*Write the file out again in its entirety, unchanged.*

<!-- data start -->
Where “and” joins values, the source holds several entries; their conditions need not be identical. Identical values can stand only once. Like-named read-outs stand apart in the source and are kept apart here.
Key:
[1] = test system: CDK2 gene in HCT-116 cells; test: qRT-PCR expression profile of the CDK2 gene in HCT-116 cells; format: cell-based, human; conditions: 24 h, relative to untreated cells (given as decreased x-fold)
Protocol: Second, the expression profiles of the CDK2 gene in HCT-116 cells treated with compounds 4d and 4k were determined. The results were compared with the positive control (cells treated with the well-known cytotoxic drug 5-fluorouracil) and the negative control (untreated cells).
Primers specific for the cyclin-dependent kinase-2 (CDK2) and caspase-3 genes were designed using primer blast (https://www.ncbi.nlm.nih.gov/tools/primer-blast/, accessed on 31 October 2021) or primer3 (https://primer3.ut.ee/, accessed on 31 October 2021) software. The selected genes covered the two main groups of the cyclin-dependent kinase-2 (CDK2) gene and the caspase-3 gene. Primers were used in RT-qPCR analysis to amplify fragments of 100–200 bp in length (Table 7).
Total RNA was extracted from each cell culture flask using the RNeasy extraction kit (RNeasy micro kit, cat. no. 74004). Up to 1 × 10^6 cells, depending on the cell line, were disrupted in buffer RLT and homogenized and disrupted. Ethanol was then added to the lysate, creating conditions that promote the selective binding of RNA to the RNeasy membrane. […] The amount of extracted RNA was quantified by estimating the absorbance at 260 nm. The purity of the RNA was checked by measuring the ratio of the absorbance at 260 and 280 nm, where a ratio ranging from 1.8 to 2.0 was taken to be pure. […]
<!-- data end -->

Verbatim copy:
Where “and” joins values, the source holds several entries; their conditions need not be identical. Identical values can stand only once. Like-named read-outs stand apart in the source and are kept apart here.
Key:
[1] = test system: CDK2 gene in HCT-116 cells; test: qRT-PCR expression profile of the CDK2 gene in HCT-116 cells; format: cell-based, human; conditions: 24 h, relative to untreated cells (given as decreased x-fold)
Protocol: Second, the expression profiles of the CDK2 gene in HCT-116 cells treated with compounds 4d and 4k were determined. The results were compared with the positive control (cells treated with the well-known cytotoxic drug 5-fluorouracil) and the negative control (untreated cells).
Primers specific for the cyclin-dependent kinase-2 (CDK2) and caspase-3 genes were designed using primer blast (https://www.ncbi.nlm.nih.gov/tools/primer-blast/, accessed on 31 October 2021) or primer3 (https://primer3.ut.ee/, accessed on 31 October 2021) software. The selected genes covered the two main groups of the cyclin-dependent kinase-2 (CDK2) gene and the caspase-3 gene. Primers were used in RT-qPCR analysis to amplify fragments of 100–200 bp in length (Table 7).
Total RNA was extracted from each cell culture flask using the RNeasy extraction kit (RNeasy micro kit, cat. no. 74004). Up to 1 × 10^6 cells, depending on the cell line, were disrupted in buffer RLT and homogenized and disrupted. Ethanol was then added to the lysate, creating conditions that promote the selective binding of RNA to the RNeasy membrane. […] The amount of extracted RNA was quantified by estimating the absorbance at 260 nm. The purity of the RNA was checked by measuring the ratio of the absorbance at 260 and 280 nm, where a ratio ranging from 1.8 to 2.0 was taken to be pure. […]